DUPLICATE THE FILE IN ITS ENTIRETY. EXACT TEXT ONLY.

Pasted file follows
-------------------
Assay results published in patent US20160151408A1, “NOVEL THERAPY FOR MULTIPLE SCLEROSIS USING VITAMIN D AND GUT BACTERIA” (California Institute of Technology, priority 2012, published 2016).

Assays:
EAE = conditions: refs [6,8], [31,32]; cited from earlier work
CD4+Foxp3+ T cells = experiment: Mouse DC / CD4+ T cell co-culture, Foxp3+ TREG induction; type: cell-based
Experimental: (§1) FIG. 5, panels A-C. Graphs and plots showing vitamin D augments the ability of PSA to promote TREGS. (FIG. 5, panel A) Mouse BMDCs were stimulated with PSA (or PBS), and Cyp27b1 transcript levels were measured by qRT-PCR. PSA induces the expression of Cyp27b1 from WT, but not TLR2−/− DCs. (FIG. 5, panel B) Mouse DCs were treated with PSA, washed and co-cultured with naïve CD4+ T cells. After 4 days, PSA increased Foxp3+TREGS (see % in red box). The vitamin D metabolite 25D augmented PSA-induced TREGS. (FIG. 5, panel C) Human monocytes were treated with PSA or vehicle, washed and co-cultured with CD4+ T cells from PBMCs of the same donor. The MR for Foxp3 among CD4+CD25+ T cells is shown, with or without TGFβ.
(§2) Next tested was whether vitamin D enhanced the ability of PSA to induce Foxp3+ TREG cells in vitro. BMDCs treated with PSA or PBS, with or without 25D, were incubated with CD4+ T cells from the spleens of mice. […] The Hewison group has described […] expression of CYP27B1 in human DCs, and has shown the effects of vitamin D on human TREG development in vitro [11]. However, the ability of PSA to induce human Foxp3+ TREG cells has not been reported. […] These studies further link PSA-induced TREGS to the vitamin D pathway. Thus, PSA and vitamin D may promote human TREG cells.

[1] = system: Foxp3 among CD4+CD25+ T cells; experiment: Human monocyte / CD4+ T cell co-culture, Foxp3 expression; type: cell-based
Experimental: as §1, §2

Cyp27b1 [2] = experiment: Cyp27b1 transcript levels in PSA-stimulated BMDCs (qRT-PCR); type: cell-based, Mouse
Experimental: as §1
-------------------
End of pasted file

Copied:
Assay results published in patent US20160151408A1, “NOVEL THERAPY FOR MULTIPLE SCLEROSIS USING VITAMIN D AND GUT BACTERIA” (California Institute of Technology, priority 2012, published 2016).

Assays:
EAE = conditions: refs [6,8], [31,32]; cited from earlier work
CD4+Foxp3+ T cells = experiment: Mouse DC / CD4+ T cell co-culture, Foxp3+ TREG induction; type: cell-based
Experimental: (§1) FIG. 5, panels A-C. Graphs and plots showing vitamin D augments the ability of PSA to promote TREGS. (FIG. 5, panel A) Mouse BMDCs were stimulated with PSA (or PBS), and Cyp27b1 transcript levels were measured by qRT-PCR. PSA induces the expression of Cyp27b1 from WT, but not TLR2−/− DCs. (FIG. 5, panel B) Mouse DCs were treated with PSA, washed and co-cultured with naïve CD4+ T cells. After 4 days, PSA increased Foxp3+TREGS (see % in red box). The vitamin D metabolite 25D augmented PSA-induced TREGS. (FIG. 5, panel C) Human monocytes were treated with PSA or vehicle, washed and co-cultured with CD4+ T cells from PBMCs of the same donor. The MR for Foxp3 among CD4+CD25+ T cells is shown, with or without TGFβ.
(§2) Next tested was whether vitamin D enhanced the ability of PSA to induce Foxp3+ TREG cells in vitro. BMDCs treated with PSA or PBS, with or without 25D, were incubated with CD4+ T cells from the spleens of mice. […] The Hewison group has described […] expression of CYP27B1 in human DCs, and has shown the effects of vitamin D on human TREG development in vitro [11]. However, the ability of PSA to induce human Foxp3+ TREG cells has not been reported. […] These studies further link PSA-induced TREGS to the vitamin D pathway. Thus, PSA and vitamin D may promote human TREG cells.

[1] = system: Foxp3 among CD4+CD25+ T cells; experiment: Human monocyte / CD4+ T cell co-culture, Foxp3 expression; type: cell-based
Experimental: as §1, §2

Cyp27b1 [2] = experiment: Cyp27b1 transcript levels in PSA-stimulated BMDCs (qRT-PCR); type: cell-based, Mouse
Experimental: as §1